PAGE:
Figure 6
figure 6

Longer fluorescence lifetime component of 1.5 ns is not detected in keratin-depleted keratinocytes. (a) Depletion of keratin 5 and keratin 14 analyzed by Western blotting where non-targeting siRNA samples are used as a control. The primary antibodies were incubated simultaneously, as were the secondary antibodies. Protein loadings were standardized for total protein content based on Coomassie blue stained gels and densitometric analysis. An antibody to β actin was used on the same membrane to demonstrate even loading. (b) Upper panel: confocal images of HEKnNT siRNA, HEKnKRT5 siRNA and HEKnKRT14 siRNA keratinocytes stained for keratin 5, keratin 14 and DAPI. Images were merged to visualize keratin 5 and keratin 14 co-localization. Scale bar: 10 µm. Lower panel: MPM-FLIM color-coded images of HEKnNT siRNA, HEKnKRT5 siRNA and HEKnKRT14 siRNA in the range of 1 to 3 ns recorded in blue channel (445/60 nm). Field of view: ~ 350 × 350 µm2. False-color scale fluorescence lifetime data, 256-time channels, ranging from 1 to 3 ns. Brightness and contrast have been adjusted for clarity. (c) Fluorescence lifetime distribution histograms recorded for HEKnNT siRNA, HEKnKRT5 siRNA and HEKnKRT1 siRNA- keratinocytes in the range of 0 to 3 ns in the blue (445/60 nm) and red (580/150 nm) channel in the excitation range of 725 to 810 nm. False-color scale fluorescence lifetime data, 256-time channels, ranging from 0 to 3 ns.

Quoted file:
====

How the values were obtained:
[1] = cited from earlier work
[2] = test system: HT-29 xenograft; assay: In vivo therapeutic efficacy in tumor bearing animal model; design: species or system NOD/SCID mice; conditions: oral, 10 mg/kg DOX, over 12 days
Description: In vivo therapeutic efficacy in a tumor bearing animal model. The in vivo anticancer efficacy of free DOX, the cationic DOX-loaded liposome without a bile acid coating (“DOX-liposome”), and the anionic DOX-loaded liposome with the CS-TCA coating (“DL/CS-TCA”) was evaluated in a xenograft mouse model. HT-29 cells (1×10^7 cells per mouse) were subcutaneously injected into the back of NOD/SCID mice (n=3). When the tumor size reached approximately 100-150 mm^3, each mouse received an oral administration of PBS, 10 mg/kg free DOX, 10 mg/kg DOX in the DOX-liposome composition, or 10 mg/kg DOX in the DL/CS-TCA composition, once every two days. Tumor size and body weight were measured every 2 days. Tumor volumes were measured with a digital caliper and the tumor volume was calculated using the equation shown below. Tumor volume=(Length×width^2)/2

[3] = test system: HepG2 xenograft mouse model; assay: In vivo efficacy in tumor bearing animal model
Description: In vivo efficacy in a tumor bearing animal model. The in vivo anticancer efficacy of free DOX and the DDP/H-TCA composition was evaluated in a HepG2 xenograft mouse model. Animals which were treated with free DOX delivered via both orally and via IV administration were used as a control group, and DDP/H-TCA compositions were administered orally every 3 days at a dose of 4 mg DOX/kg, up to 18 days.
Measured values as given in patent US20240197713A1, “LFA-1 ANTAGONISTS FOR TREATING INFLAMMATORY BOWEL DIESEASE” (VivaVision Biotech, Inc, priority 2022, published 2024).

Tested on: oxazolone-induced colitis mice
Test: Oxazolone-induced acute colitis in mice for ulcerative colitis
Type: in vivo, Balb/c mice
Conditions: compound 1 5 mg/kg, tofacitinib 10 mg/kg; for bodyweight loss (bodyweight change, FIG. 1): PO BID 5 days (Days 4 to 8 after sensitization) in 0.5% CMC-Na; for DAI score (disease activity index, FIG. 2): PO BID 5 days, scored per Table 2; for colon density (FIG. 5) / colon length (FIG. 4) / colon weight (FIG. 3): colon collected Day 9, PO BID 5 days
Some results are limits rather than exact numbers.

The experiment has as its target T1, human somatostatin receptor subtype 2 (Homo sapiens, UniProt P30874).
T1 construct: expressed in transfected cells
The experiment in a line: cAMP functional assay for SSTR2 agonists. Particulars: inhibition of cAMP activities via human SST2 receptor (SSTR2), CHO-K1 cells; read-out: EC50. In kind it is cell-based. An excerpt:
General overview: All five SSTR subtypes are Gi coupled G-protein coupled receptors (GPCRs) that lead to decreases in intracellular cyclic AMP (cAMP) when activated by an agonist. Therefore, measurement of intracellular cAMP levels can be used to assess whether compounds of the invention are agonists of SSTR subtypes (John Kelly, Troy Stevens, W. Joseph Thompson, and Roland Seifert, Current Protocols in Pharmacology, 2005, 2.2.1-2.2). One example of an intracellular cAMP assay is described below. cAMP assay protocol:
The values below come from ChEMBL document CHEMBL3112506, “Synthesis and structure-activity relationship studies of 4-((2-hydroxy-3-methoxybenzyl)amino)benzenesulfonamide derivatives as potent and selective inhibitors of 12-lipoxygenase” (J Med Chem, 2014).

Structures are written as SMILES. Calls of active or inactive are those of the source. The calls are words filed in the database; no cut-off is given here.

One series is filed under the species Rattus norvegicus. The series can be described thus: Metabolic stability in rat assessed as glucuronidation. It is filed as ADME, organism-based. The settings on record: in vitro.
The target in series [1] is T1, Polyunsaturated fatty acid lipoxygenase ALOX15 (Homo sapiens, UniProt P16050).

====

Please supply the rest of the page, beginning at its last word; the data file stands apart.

The observed shift in fluorescence lifetime in keratin-depleted keratinocytes may be a result of the decrease in the local keratin concentration, which would influence the FLIM signal detection. However, changes in fluorescence lifetime may occur due to local microenvironment changes, such as pH34 or viscosity41. Therefore, the observed fluorescence lifetime changes may be an effect of the protein depletion on the local environment itself. Certainly, the siRNA silencing may lead to the changes in the metabolism, which would have affected the fluorescence lifetime distribution in the excitation wavelength range of 725 to 750 nm; however, as seen previously (Fig. 2, Fig. S2), keratin is the main contributor to the signal in the range of 780 to 810 nm. Therefore, the effect of change in the cell metabolism in this wavelength window would be minimal, especially in the red channel (580/150 nm). While we cannot confirm that keratin is the main source of fluorescence in keratinocytes in the range 780 to 810 nm, our data support that keratin has an effect on the MPM-FLIM readout and could therefore be incorrectly assigned as NADH in the studies of cellular redox ratio.